Astronomy Picture Of the Day (APOD)Periodic Comet Swift-Tuttle
Comet Swift-Tuttle, shown above in false color, is the largest object known to make repeated passes near the Earth. It is also one of the oldest known periodic comets with sightings spanning two millennia.
Abell 3627 in the Great Attractor
Are these galaxies near the center of the largest gravitationally bound concentration of mass yet known? Previously, the cluster of galaxies known as Abell 3627 was largely unstudied because dust in the disk of our own Galaxy obscured much of its light.
Edwin Hubble Discovers the Universe
No person in history has had greater impact in determining the extent of our universe than Edwin Hubble. From proving that other galaxies existed to proving that galaxies move apart from one another, Hubble's work defined our place in the cosmos.
The Early Universe
What did our universe look like when it was young? To answer this, cosmologists run sophisticated computer programs tracking the locations of millions of particles. The above animated frame is the result of such a calculation and shows how our universe might have looked when it was just a fracton of its current age.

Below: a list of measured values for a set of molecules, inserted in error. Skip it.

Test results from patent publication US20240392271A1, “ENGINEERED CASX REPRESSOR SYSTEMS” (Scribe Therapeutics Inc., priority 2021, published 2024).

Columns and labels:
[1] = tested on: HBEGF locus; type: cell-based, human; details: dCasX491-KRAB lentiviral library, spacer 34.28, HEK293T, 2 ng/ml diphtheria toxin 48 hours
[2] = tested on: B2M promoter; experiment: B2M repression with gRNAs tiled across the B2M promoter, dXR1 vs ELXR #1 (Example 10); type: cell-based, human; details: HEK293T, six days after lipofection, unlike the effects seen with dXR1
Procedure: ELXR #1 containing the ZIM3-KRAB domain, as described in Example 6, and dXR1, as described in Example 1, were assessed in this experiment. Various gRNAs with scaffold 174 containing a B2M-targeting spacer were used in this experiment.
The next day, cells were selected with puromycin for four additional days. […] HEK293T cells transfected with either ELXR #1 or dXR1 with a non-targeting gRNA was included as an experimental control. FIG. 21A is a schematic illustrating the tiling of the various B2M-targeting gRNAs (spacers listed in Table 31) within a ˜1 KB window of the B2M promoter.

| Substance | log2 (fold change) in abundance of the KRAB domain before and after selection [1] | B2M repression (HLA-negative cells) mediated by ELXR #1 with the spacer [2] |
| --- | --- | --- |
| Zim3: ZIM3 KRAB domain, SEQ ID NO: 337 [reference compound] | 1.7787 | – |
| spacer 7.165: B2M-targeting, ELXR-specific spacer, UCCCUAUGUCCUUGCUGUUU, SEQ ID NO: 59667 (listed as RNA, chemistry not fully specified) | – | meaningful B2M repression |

NEAR to an Asteroid
Excitement mounts as NASA's Near Earth Asteroid Rendezvous (NEAR) spacecraft nears launch - currently scheduled for 3:53 ET on February 16. NEAR's mission is to become the first spacecraft to rendezvous with and orbit an asteroid, the asteroid designated 433 Eros.
NGC 2237: The Rosette Nebula
Would the Rosette nebula by any other name look as sweet? The bland New General Catalog designation of NGC 2237 doesn't appear to diminish the appearance of the this flowery emission nebula. Inside the nebula lies an open cluster of bright young stars designated NGC 2244.
7,000 Stars And The Milky Way
This panorama view of the sky is really a drawing. It was made in the 1940s under the supervision of astronomer Knut Lundmark at the Lund Observatory in Sweden. To create the picture, draftsmen...
Pluto Not Yet Explored
Cold, distant, Pluto is the only planet in our Solar System which has not been visited by a spacecraft from Earth. The story goes that the legend "Pluto Not Yet Explored" on a US postal stamp depicting the tiny, mysterious world inspired a JPL employee to develop plans for a Pluto flyby.
Sputnik: The Traveling Companion
Sputnik means "traveling companion". In stark contrast to this innocent sounding name, the launch of the Earth's first "artificial moon", Sputnik 1, by the Soviets on October 4, 1957 shocked the free world, setting in motion events which resulted in the creation of NASA and the race to the Moon.
The First Explorer
The first US spacecraft was Explorer 1. The cylindrical 30 pound satellite was launched (above) as the fourth stage of a Jupiter-C rocket (a modified US Army Redstone ballistic missile) and achieved orbit on January 31, 1958.